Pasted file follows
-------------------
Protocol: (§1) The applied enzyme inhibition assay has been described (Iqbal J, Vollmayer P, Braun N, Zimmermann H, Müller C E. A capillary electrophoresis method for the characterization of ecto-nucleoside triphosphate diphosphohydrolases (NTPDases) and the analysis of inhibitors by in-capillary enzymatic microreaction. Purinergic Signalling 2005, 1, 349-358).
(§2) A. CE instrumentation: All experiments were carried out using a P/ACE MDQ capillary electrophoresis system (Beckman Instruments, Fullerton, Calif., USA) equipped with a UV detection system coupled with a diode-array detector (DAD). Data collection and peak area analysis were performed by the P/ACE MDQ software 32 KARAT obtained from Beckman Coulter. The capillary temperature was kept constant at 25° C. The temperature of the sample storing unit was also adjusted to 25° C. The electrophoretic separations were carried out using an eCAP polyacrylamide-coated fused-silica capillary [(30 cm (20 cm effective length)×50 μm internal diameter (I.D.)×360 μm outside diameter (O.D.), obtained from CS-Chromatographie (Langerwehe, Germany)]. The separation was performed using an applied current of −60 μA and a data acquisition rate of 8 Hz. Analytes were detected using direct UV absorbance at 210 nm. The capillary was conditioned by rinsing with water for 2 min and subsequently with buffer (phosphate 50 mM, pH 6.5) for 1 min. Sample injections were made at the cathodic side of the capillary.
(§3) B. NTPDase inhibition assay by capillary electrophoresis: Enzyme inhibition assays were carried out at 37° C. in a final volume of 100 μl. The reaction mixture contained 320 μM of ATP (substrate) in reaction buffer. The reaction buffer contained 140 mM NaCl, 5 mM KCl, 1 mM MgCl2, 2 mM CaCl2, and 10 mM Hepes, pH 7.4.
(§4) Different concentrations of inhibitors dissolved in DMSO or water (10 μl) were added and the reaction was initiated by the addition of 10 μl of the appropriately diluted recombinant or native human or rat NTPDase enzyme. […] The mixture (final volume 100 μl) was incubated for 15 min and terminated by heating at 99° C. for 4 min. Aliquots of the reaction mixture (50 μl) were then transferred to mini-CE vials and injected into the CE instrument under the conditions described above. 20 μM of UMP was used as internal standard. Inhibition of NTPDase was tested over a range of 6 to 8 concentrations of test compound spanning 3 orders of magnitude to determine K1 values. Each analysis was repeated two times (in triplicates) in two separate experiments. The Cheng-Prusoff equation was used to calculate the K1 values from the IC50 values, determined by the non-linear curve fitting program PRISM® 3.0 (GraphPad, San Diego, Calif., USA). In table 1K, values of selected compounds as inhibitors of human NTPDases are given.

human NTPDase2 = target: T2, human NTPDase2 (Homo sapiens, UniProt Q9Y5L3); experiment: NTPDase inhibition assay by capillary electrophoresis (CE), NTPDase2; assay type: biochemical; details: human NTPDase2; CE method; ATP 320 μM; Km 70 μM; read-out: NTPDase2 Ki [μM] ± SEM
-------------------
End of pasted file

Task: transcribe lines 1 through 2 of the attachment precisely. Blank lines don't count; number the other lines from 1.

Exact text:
Protocol: (§1) The applied enzyme inhibition assay has been described (Iqbal J, Vollmayer P, Braun N, Zimmermann H, Müller C E. A capillary electrophoresis method for the characterization of ecto-nucleoside triphosphate diphosphohydrolases (NTPDases) and the analysis of inhibitors by in-capillary enzymatic microreaction. Purinergic Signalling 2005, 1, 349-358).
(§2) A. CE instrumentation: All experiments were carried out using a P/ACE MDQ capillary electrophoresis system (Beckman Instruments, Fullerton, Calif., USA) equipped with a UV detection system coupled with a diode-array detector (DAD). Data collection and peak area analysis were performed by the P/ACE MDQ software 32 KARAT obtained from Beckman Coulter. The capillary temperature was kept constant at 25° C. The temperature of the sample storing unit was also adjusted to 25° C. The electrophoretic separations were carried out using an eCAP polyacrylamide-coated fused-silica capillary [(30 cm (20 cm effective length)×50 μm internal diameter (I.D.)×360 μm outside diameter (O.D.), obtained from CS-Chromatographie (Langerwehe, Germany)]. The separation was performed using an applied current of −60 μA and a data acquisition rate of 8 Hz. Analytes were detected using direct UV absorbance at 210 nm. The capillary was conditioned by rinsing with water for 2 min and subsequently with buffer (phosphate 50 mM, pH 6.5) for 1 min. Sample injections were made at the cathodic side of the capillary.